Chris Simmons:

All teams have a chance to get it done in the playoffs (which is why I don’t care much for reform) but losing Jimmy Butler hurts the Timberwolves in a way they probably should have anticipated. Jimmy Butler is a very durable player but his coach, Tom Thibodeau, is notorious for running his players into the ground with his substitution patterns and emphasis on regular season wins. Without Butler, the ‘Wolves would be hard pressed to take down a plucky Portland Trailblazers team with a Damien Lillard sized chip on its shoulder.

Question Five: Will the Rockets be able to dethrone the Warriors, and reach their first NBA finals since 1995?

Ben Pfeifer:

Simply, no. The Rockets are in the midst of an unreal hot streak and are playing excellent basketball. James Harden is having an MVP season, leading their unstoppable offense. The Warriors haven’t been the 73-9 team they used to be as of late, but they are still the Warriors. The Rockets’ offense is masterful, but so is the Warriors’ ability to stifle teams defensively. The Rockets will struggle defensively with the Warriors’ firepower on offense. Houston is great, but I will not doubt the Warriors until they give me a reason to doubt them.

Brandon Ray:

With the addition of Chris Paul, the Rockets, led by James Harden have been the best team in basketball. With that said, playoff basketball is a different tempo and an overall different game. If the Rockets disappear again, much like last year, the Warriors will once again be in the NBA Finals.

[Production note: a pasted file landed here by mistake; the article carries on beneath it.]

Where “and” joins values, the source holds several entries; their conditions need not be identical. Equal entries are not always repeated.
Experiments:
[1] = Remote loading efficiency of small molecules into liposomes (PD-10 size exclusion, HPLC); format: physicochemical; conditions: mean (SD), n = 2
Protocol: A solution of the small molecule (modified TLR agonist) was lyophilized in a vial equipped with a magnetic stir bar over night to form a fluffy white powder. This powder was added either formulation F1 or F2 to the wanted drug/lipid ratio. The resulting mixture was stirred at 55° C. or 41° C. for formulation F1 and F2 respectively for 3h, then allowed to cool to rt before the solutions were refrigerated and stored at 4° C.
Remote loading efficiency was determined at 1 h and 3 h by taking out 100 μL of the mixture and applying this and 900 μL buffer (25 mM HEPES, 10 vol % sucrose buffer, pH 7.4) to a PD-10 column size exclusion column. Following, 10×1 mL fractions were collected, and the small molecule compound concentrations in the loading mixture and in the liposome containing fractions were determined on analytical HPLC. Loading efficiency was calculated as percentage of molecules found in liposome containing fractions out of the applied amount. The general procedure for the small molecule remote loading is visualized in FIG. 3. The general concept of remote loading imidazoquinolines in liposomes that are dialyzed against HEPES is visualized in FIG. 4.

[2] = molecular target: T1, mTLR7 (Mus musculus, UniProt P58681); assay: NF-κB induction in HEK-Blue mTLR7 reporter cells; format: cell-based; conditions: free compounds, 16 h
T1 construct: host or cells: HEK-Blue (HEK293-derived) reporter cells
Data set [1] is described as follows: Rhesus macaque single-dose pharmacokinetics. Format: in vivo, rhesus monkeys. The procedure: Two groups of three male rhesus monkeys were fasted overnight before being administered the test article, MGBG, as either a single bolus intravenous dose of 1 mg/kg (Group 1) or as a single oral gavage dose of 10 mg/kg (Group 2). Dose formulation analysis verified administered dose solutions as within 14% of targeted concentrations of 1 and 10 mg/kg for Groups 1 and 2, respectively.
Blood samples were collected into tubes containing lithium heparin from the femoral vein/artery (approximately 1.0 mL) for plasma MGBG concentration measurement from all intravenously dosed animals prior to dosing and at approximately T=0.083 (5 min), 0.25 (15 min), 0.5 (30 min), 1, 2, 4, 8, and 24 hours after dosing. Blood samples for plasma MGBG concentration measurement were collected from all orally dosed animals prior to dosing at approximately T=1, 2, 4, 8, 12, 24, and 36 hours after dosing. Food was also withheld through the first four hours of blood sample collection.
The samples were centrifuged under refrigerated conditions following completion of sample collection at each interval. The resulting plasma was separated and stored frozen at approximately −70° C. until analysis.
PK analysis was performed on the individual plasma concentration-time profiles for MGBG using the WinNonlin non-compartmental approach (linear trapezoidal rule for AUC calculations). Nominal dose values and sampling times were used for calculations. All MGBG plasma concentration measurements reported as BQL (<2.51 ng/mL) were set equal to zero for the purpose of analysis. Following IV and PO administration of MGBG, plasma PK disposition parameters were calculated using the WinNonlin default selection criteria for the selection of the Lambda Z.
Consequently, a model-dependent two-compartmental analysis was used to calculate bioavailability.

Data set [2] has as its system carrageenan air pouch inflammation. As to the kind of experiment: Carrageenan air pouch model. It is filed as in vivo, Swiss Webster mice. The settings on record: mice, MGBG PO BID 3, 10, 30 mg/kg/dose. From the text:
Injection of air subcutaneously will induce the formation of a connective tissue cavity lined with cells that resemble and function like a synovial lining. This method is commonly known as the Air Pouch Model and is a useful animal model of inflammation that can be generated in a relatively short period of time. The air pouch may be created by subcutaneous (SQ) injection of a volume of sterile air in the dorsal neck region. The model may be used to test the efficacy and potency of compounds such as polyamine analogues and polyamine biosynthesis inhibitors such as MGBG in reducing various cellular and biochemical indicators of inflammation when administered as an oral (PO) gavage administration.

Eduardo Monk Jr.:
The Rockets have been sensational all season and the Warriors have been slightly less impressive. However, the playoffs are a completely new world and the Warriors are more coasting right now than going all-out. Rest assured, come playoff time, we will see the team that broke basketball last season simply because the Warriors will hold nothing back.

Michael Wesner:

The Rockets have the best chance of beating Warriors of any team that has faced them since they added Kevin Durant. Their defense has improved since last year, and Chris Paul has turned them from a pretty great team to an elite contender. They have the best offensive rating of all time. Yes, of all time. Their rating of 116 tops both last year’s Golden State Warriors and the Showtime Los Angeles Lakers. To complement that, they need to focus all their energy on polishing their defense and scoring efficiency. If they do so, the Capela-Harden-Paul trio could make a serious impact and defeat the Warriors in a seven-game series.

Chris Simmons:

In a word: No. The Warriors are currently the gold standard of basketball, even if they have looked outright bored with the regular season. On balance, the Houston Rockets certainly have the best chance and, ignoring past playoff failures, have the best roster to attack the dubs weaknesses. However, when Golden State decides to care their already lethal offense elevates to Xenomorph acid-for-blood levels and their defense can absolutely grind any attack down. Until they lose players or coaches, this will be the Warriors’ league.